I assure you, living on my own in New York was just as hellish as it was beautiful. I worked odd jobs with horrible bosses, where my brain slowly turned to mush. I lived in dirty Brooklyn apartments full of drug feigns and gang leaders. I suffered for my art, but I made all of this worth the while. Living freely gave me a sense of responsibility that most people my age, however well educated they may be, simply don’t have. I was living the life of an adult while other people my age were living in the sheltered, somewhat secure bubble of the college life. Most young people do not experience the tension and the stress that comes with being adult in today’s society until they are out of college. School removes certain important realities from the framework. There is a mystical, almost fairy tale like vision of what a college education can do for a person that blinds this nation.
There is a sense of security associated with a college education that is not as true as it once was. Getting a degree no longer secures you a great, high paying job. Between college loans and our ever failing economy, it’s hard to imagine many of these students ever being able to get on their feet and support themselves comfortably. All of this, however, does not take away from that fact that my strive for education was not lost, however far away from a classroom I was. I participated in writing events and took various classes to keep myself sharp and focused. I took various online courses, the most successful of them coming from Coursera.org. Through Coursera, I participated in the critically acclaimed Modern Poetry (known to the students as ModPo) taught by Professor Al Filreis from University of Pennsylvania. Through this course, I connected with strangers from around the world who have since become like family to me. This class not only sharpened my poetry skills, but it gave me the confidence I needed to go back to school. It gave me opportunities that I would have never imagined an online, non-accredited course could offer me. There are other options out there, if you’re willing to work hard enough to find them. The world around me was a constant source of knowledge and life lessons, ones that very well may beat those that are taught inside the Ivy covered walls. I didn’t just sit around, making my way from point A to point B just to survive. I thrived in these circumstances because I wanted to succeed. I worked hard because I knew that eventually, I would need to apply myself back in a classroom.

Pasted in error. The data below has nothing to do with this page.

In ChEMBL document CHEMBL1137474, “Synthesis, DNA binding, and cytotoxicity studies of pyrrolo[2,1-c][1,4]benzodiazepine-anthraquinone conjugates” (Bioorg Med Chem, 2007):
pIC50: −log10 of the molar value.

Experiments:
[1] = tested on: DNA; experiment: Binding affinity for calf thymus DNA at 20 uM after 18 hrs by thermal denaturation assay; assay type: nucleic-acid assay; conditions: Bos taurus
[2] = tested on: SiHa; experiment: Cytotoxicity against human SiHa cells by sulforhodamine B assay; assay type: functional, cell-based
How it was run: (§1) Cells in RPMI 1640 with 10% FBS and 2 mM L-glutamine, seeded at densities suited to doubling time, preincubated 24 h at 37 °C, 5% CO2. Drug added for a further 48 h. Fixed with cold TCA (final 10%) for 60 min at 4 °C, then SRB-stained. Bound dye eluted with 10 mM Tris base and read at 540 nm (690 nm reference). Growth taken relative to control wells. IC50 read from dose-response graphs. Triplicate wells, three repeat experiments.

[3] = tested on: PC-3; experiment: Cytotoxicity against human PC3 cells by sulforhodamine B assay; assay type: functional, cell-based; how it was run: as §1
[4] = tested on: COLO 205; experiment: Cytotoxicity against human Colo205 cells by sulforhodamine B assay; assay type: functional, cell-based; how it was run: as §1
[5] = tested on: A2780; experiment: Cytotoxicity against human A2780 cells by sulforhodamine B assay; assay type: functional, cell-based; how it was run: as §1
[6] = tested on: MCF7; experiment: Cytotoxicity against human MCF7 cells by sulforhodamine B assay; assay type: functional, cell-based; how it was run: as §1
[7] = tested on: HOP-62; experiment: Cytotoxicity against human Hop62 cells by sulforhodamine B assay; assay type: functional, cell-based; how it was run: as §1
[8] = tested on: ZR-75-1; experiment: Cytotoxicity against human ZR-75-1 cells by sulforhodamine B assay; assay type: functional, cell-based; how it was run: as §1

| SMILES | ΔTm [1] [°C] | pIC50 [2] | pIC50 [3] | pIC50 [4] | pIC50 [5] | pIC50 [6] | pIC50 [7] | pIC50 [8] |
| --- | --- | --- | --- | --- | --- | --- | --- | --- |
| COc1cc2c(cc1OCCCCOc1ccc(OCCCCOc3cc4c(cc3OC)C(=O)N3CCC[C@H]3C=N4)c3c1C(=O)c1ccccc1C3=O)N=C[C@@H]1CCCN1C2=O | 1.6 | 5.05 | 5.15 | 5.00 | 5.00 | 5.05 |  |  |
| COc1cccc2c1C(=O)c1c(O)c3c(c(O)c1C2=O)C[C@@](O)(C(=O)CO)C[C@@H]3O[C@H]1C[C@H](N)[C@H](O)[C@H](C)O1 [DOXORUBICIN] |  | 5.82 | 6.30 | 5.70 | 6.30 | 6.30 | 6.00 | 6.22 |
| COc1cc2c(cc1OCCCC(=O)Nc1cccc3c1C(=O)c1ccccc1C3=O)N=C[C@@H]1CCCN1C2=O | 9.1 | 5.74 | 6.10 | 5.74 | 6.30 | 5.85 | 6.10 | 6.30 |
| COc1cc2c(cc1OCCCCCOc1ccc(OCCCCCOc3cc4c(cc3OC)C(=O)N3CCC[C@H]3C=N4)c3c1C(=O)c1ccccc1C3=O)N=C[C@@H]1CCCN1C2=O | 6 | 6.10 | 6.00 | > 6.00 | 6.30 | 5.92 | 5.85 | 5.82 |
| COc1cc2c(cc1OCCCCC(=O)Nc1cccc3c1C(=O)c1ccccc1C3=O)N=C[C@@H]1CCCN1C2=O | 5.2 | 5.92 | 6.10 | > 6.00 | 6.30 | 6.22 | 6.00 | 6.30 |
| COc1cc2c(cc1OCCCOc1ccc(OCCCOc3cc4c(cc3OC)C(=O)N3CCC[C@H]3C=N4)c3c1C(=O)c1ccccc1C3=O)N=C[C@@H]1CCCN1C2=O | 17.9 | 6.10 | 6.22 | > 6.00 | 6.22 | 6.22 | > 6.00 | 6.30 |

These experiences gave me a sharper perspective on life that has prepared me to face every challenge that comes my way. Things would have been very different if I would have jumped from one security blanket to the other. Had I gone to college at eighteen, taken the normal course like the majority of the students in this country, my life would have been very different. My focus is sharper. I know exactly what I want now that I’ve had time to explore. Now, after spending years learning how to maneuver my way through the world, I am about to become a published author. I could not be happier about the way that my life has played out until now, and I attribute a lot of the success that I’ve had until now to the fact that I took the world in my two hands and made something of myself without a college degree. I took a unique approach: Novelist first, college student second. I could not have made a better choice.